***TW: eating disorders
This is a continuation of my previous post where I gave some background on my body image issues.
On top of my ongoing issues with my body that I packed and brought with me to my dorm building in the lower east side, I also unpacked and resided in trigger city.
I had already felt bad that my pre-college diet was in all accounts unsuccessful, I was still heavily influenced by the thinspo I was following on social media, and my mothers voice replayed in my head like an overplayed pop song on the radio every time I went to take a bite of food. I was good at putting up fronts and pretending to be confident and self-actualized as I had done for a long time. Nevertheless, my body image issues were further forced to the surface when I realized that all the girls I lived with had really unhealthy attitudes about their bodies as well. The only difference was that they didn’t mind sharing.
I watched as my roommate routinely restricted her calorie intake to only 500 calories a day and agonized as she stared at her reflection in the mirror every day as she got dressed. My suite-mate similarly kept anal accounts of her calorie intake and measured herself daily to see if any parts of her were decreasing. Too many of the girls I went to school with were also so openly fretful about their weight and size. The kicker was that my roommate was half my size and my suite-mate about a third of it, along with most of the girls in my classes for that matter. I frequently offered hypocritical words of encouragement to try to ensure them both that they were beautiful just the way they are, and I honestly thought they were, but it was impossible not to consider myself, being noticeably bigger than they were.
Calorie-counting became taxing and tedious to me now that I was faced with a full schedule and a sizable amount of homework. Some days I would eat only small bits of food and other days I would starve myself throughout the day. The days that I starved myself, I found that my morale would go way down and I’d just associate the negative feelings with having a bad day, because I frequently did have bad days, but not with the deprivation. My favorite cure for a bad day was to watch Netflix alone late into the night.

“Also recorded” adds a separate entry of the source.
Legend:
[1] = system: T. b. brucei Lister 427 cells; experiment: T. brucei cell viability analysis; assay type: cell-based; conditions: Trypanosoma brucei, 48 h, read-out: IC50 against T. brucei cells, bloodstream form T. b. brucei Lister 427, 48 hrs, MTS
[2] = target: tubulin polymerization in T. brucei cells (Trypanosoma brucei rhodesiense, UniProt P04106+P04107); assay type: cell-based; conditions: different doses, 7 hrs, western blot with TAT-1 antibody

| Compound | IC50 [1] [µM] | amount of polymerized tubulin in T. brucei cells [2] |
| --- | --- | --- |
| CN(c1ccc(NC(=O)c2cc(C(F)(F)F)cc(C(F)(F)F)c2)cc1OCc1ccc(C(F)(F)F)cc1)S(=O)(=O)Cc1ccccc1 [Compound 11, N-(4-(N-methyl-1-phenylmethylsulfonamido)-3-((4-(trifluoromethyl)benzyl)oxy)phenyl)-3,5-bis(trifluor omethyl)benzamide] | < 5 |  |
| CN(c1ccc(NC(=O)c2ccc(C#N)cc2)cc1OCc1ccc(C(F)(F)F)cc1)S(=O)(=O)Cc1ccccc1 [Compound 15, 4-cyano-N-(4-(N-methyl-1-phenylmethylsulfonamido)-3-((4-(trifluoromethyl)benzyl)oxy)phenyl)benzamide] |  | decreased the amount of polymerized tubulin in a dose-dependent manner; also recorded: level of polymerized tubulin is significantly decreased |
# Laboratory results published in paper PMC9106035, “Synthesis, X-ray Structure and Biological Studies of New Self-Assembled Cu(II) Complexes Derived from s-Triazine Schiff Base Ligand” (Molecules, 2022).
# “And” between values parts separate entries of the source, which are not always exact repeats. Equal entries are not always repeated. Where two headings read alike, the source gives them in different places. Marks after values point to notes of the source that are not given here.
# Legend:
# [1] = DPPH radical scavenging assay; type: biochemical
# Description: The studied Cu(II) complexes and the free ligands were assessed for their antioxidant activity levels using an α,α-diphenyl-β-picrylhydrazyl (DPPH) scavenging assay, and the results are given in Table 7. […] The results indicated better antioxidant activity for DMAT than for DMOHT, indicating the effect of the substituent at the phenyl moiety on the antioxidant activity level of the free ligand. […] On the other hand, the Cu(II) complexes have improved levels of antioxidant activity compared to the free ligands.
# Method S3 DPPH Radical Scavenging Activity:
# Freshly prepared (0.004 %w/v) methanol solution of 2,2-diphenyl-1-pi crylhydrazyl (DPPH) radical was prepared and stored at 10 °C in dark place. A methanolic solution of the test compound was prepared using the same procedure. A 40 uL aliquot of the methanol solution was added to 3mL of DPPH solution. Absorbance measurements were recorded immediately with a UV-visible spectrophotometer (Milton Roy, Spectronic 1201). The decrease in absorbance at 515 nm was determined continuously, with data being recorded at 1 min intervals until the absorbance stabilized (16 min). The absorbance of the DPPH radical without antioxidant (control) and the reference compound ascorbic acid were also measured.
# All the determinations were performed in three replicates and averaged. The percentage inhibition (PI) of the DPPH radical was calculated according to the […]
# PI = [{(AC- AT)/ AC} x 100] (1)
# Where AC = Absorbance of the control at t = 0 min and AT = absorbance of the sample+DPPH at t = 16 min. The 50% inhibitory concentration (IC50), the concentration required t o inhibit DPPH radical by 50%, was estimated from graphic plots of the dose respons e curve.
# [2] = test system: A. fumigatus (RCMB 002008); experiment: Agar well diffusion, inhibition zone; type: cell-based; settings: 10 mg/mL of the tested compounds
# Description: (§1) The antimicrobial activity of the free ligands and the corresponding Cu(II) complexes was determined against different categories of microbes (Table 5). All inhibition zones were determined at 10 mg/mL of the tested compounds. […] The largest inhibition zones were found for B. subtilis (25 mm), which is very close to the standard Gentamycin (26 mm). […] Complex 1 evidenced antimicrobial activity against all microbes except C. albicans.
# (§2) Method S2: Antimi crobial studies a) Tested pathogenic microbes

Whenever I watched Netflix, I never just watched Netflix.
Before long, I was in a steady routine: I would starve myself during the day or eat very little, come back home from school feeling horrible, so I’d go to the Walgreen’s and buy snacks and go to the corner store and buy ice cream and on top of that I’d either order food from the Seamless app or find a fast food restaurant nearby. I’d often buy more than I intended to eat, telling myself that I would save money by getting a couple things and saving some as leftovers for the next day, but each night I would eat what I wanted to eat and what I didn’t want to eat. I ate even if I wasn’t hungry. I ate past the point of being full. I ate even though the food didn’t taste good or like food at all. I ate until everything I could get my hands on was gone. I ate even though I didn’t want to eat. I ate in the dark while my roommate slept on an empty stomach. I ate and I ate and I ate.
The moment I would stop eating I felt like the world body-slammed itself back onto my shoulders. Usually I would cry, feeling guilty for reversing the progress I thought I had made after eating very little or starving myself that day. I would write about my self-loathing in my diary and cry myself to sleep.
Not once did I ever think about how out of control my overeating was. It didn’t happen every day, but it was usually at least 2 times a week.The days I didn’t do it I didn’t think about it and the days I did do it, I didn’t think about what I was doing until afterwards when the guilt set in. All I knew is that I had pain and I wanted it to go away, and momentarily it did, but right after everything came back in my face full force.